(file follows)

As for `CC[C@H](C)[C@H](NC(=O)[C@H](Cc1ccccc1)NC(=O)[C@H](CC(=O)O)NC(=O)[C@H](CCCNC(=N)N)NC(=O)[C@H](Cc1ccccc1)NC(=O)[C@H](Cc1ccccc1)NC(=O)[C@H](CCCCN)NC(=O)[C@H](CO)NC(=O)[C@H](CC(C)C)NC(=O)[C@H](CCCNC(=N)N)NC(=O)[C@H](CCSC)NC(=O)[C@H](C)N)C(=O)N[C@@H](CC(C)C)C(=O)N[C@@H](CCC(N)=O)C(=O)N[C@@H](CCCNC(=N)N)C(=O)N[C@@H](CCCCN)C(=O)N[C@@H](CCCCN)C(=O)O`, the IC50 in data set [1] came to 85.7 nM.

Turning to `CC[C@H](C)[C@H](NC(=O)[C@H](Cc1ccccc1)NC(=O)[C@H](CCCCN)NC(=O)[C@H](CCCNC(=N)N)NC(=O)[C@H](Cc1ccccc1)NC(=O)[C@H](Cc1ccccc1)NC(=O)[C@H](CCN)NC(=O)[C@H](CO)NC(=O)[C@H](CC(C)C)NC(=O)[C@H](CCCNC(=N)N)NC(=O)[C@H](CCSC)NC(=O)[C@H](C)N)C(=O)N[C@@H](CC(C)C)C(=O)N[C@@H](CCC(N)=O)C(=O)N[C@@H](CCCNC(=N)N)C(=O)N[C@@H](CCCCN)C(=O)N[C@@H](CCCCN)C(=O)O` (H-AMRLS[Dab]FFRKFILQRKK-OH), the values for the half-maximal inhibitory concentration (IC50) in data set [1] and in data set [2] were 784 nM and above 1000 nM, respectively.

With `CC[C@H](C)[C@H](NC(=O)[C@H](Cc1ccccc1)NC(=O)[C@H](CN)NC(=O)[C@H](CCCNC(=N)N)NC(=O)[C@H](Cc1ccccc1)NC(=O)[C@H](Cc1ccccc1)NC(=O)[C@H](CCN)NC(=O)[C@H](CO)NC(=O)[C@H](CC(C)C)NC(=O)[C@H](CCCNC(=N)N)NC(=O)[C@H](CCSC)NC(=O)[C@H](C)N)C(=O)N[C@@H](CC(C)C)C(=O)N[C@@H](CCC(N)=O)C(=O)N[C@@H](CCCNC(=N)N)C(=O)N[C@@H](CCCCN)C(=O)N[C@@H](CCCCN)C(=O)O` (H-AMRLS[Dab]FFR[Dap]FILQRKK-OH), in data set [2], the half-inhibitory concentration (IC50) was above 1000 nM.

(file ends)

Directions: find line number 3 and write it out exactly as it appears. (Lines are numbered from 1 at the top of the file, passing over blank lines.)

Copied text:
With `CC[C@H](C)[C@H](NC(=O)[C@H](Cc1ccccc1)NC(=O)[C@H](CN)NC(=O)[C@H](CCCNC(=N)N)NC(=O)[C@H](Cc1ccccc1)NC(=O)[C@H](Cc1ccccc1)NC(=O)[C@H](CCN)NC(=O)[C@H](CO)NC(=O)[C@H](CC(C)C)NC(=O)[C@H](CCCNC(=N)N)NC(=O)[C@H](CCSC)NC(=O)[C@H](C)N)C(=O)N[C@@H](CC(C)C)C(=O)N[C@@H](CCC(N)=O)C(=O)N[C@@H](CCCNC(=N)N)C(=O)N[C@@H](CCCCN)C(=O)N[C@@H](CCCCN)C(=O)O` (H-AMRLS[Dab]FFR[Dap]FILQRKK-OH), in data set [2], the half-inhibitory concentration (IC50) was above 1000 nM.